In spring, Lord Tennyson tells us, a "young man's fancy lightly turns to thoughts of love." Presumably, the poet knew whereof he wrote. But one thing I'm sure of: When winter rolls around, Fools of all ages turn to thoughts of retail stocks.
Black Friday sales figures. Cyber Monday. 20 lbs. of Christmas circulars arriving with every Sunday paper. For us, 'tis the season to start picking winners and losers in the retail sphere.
Here at the Fool, we aim to steer you right in this paperchase, to help you find the winners and avoid the losers. So in this first installment of our "12 Days of Christmas" saga, I want to make sure you get off to the best possible start -- with the absolute best retail idea out there: Amazon.com
Forget the rest ...
How do I know that Amazon's "the best" retail stock in the world? Well, there was Goldman Sachs'
When I surveyed the retail field recently, it began to dawn on me that there's something ... different ... about Amazon. Something that sets it apart from the multiple other investments available to us in this field:
The undisputed king of efficient bricks-and-mortar retailing, it's hard to argue with Walmart's success as a business -- but it's even harder to argue in favor of the company, period. Seems every time you turn around, someone's criticizing Wal-Mart for some new supposed offense against humanity. If the company's not mooching off the U.S. taxpayer, it's laying waste the local hardware store. One day it's union-busting; the next it's poisoning babies. The claims may be exaggerated, but the fact remains: With so much negative publicity swirling around, it's awfully hard to love Wal-Mart, Warren Buffett's purchases of the behemoth notwithstanding.
And then there's Sears. It may not attract as much criticism as Wal-Mart -- but that's only because in the world of retailing, Sears has become an afterthought. Turns out, the "softer side of Sears" refers to its sales figures. And with economies of scale on the wane, Sears continues to post negative profit margins. Long story short, Sears is on the cutting edge of retailing acumen ... for 1950 -- and overmatched today.
In contrast to Sears, Costco has figured out a 21st-century way to make big-box retailing work. Selling in bulk, Costco's low prices attract customers by the droves, while it really profits off the annual membership fees it charges 'em for the privilege of visiting its stores. Yet there are concerns over the firm's exposure to the hemorrhaging economy of California and less-than-stellar sales and earnings growth over the last three years (sales up an average 5% per year; earnings off 0.5%).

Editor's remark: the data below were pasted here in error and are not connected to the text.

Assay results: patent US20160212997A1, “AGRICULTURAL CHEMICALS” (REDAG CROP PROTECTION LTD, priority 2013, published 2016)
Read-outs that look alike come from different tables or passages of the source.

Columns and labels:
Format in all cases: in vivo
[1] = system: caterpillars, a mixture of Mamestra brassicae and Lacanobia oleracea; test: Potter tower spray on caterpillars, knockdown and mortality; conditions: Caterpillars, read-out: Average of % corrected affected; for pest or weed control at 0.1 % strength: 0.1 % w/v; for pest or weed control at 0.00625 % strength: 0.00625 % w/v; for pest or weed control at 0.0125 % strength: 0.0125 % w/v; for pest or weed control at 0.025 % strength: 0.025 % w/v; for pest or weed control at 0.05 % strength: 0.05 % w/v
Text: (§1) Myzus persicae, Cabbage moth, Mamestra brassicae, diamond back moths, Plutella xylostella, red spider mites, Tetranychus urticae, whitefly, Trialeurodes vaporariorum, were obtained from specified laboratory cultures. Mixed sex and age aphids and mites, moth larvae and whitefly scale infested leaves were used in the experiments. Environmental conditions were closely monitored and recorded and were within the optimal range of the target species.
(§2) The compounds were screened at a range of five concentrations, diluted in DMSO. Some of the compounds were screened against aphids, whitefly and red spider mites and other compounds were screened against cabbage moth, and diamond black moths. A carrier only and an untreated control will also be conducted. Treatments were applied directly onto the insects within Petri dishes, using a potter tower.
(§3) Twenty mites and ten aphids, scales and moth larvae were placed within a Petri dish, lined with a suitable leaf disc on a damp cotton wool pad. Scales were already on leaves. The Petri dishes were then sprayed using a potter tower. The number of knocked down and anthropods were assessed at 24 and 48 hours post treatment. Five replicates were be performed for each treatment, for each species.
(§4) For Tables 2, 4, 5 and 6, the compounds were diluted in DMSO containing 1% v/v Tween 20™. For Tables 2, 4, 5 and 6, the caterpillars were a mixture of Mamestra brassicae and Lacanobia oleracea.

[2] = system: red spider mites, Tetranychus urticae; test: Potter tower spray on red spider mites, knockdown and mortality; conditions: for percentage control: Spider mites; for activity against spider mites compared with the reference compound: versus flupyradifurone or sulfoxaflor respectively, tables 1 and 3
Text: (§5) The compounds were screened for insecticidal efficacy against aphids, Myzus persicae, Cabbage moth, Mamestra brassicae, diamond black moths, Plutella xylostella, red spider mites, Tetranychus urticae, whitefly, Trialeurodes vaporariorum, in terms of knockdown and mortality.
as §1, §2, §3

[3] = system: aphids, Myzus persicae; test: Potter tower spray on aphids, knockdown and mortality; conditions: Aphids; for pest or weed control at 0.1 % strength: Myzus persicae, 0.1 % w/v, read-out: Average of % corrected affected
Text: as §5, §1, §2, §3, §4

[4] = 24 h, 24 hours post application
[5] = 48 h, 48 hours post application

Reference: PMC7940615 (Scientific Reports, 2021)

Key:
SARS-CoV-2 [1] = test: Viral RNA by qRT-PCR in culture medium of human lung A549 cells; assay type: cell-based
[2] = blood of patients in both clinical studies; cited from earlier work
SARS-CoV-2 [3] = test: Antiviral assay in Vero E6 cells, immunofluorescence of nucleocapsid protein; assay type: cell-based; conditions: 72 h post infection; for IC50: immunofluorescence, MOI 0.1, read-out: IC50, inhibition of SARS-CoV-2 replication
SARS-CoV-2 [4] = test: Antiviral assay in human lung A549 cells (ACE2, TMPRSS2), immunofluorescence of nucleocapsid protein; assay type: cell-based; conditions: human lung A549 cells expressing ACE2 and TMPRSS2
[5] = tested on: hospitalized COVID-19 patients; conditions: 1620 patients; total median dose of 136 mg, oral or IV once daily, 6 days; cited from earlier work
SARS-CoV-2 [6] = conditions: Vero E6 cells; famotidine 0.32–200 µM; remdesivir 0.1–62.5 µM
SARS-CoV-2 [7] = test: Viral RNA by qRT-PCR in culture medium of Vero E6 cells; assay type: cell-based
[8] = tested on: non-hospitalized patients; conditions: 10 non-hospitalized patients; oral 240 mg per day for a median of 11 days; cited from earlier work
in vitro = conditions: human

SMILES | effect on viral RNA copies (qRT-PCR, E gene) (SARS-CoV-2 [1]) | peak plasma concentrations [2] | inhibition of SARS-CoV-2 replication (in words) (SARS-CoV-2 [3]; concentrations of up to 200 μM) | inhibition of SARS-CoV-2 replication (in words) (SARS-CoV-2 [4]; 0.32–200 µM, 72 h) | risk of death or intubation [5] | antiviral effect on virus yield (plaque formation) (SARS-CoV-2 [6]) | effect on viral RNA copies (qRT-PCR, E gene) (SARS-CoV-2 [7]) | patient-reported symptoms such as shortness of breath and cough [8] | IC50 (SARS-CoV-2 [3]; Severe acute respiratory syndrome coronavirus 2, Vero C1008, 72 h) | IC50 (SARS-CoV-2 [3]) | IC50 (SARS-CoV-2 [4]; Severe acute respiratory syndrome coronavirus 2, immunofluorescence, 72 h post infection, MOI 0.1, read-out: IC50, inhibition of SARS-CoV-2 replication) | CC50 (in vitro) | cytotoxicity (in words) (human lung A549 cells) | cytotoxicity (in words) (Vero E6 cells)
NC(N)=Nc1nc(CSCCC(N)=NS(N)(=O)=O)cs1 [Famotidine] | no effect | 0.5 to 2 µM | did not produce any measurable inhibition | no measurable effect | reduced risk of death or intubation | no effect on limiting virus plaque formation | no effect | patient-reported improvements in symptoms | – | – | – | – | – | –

Writers take potshots at Patrick Byrne at their own risk -- but recent reports that the Overstock CEO is compiling an electronic "hit-list" of journalists deemed unfriendly to the company are truly frightening (and some have suggested, legally questionable). While the company has done a reasonable job of maintaining sales and generating free cash flow in the middle of the Great Recession, investors would be foolish (small "f") to discount the risks of investing in a company ... run by a madman.
Has the company that brought great coffee to the masses lost its mojo? Starbucks bulls point to cost cutting and a renewed focus on generating free cash flow as factors in its favor. But bears reply that Starbucks sells little more than McCafe ... without the benefit of being ironic.
Just buy the best
In short, everywhere you look, there's knocks against these retailers. For every investor who loves 'em, there's another with an axe to grind.
But Amazon? Who could hate Amazon?
Oh, I know that some investors worry about the stock's valuation, and yes, that 77 P/E does come a-shocker at first glance. But as I argued back in October, Amazon is "debt-free, and boasting prodigious free cash flow and a rip-roaring growth rate." All of these factors tell me that Amazon's price tag isn't quite as high as it seems.
Simply put, free cash flow concerns are a thing of the past. Sales are going gangbusters as customers flock to the Kindle, and Amazon locks 'em into loyalty plans with its bargain priced "Amazon Prime" deal. And just how genius was it for Jeff Bezos to come up with the idea of shipping every cardboard package ... with a smile emblazoned on the side? It's just not possible to hate a company like this.
After eliminating the other possibilities, I'm left with the firm conclusion: Amazon's the best.